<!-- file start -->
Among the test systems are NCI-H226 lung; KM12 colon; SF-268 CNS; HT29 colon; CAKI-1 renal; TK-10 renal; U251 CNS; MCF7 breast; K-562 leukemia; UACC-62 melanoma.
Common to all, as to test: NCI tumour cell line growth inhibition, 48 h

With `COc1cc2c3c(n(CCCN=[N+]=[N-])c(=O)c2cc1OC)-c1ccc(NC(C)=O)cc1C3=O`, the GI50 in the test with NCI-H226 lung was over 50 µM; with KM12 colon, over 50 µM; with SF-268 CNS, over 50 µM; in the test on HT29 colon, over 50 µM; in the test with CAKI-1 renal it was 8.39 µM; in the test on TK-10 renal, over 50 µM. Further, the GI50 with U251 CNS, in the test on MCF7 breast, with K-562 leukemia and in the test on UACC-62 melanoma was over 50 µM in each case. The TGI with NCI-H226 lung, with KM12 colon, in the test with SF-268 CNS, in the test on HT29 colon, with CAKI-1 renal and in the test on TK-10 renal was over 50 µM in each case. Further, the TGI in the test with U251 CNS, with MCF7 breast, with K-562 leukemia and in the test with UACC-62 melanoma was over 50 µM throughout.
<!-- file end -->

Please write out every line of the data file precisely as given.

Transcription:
Among the test systems are NCI-H226 lung; KM12 colon; SF-268 CNS; HT29 colon; CAKI-1 renal; TK-10 renal; U251 CNS; MCF7 breast; K-562 leukemia; UACC-62 melanoma.
Common to all, as to test: NCI tumour cell line growth inhibition, 48 h

With `COc1cc2c3c(n(CCCN=[N+]=[N-])c(=O)c2cc1OC)-c1ccc(NC(C)=O)cc1C3=O`, the GI50 in the test with NCI-H226 lung was over 50 µM; with KM12 colon, over 50 µM; with SF-268 CNS, over 50 µM; in the test on HT29 colon, over 50 µM; in the test with CAKI-1 renal it was 8.39 µM; in the test on TK-10 renal, over 50 µM. Further, the GI50 with U251 CNS, in the test on MCF7 breast, with K-562 leukemia and in the test on UACC-62 melanoma was over 50 µM in each case. The TGI with NCI-H226 lung, with KM12 colon, in the test with SF-268 CNS, in the test on HT29 colon, with CAKI-1 renal and in the test on TK-10 renal was over 50 µM in each case. Further, the TGI in the test with U251 CNS, with MCF7 breast, with K-562 leukemia and in the test with UACC-62 melanoma was over 50 µM throughout.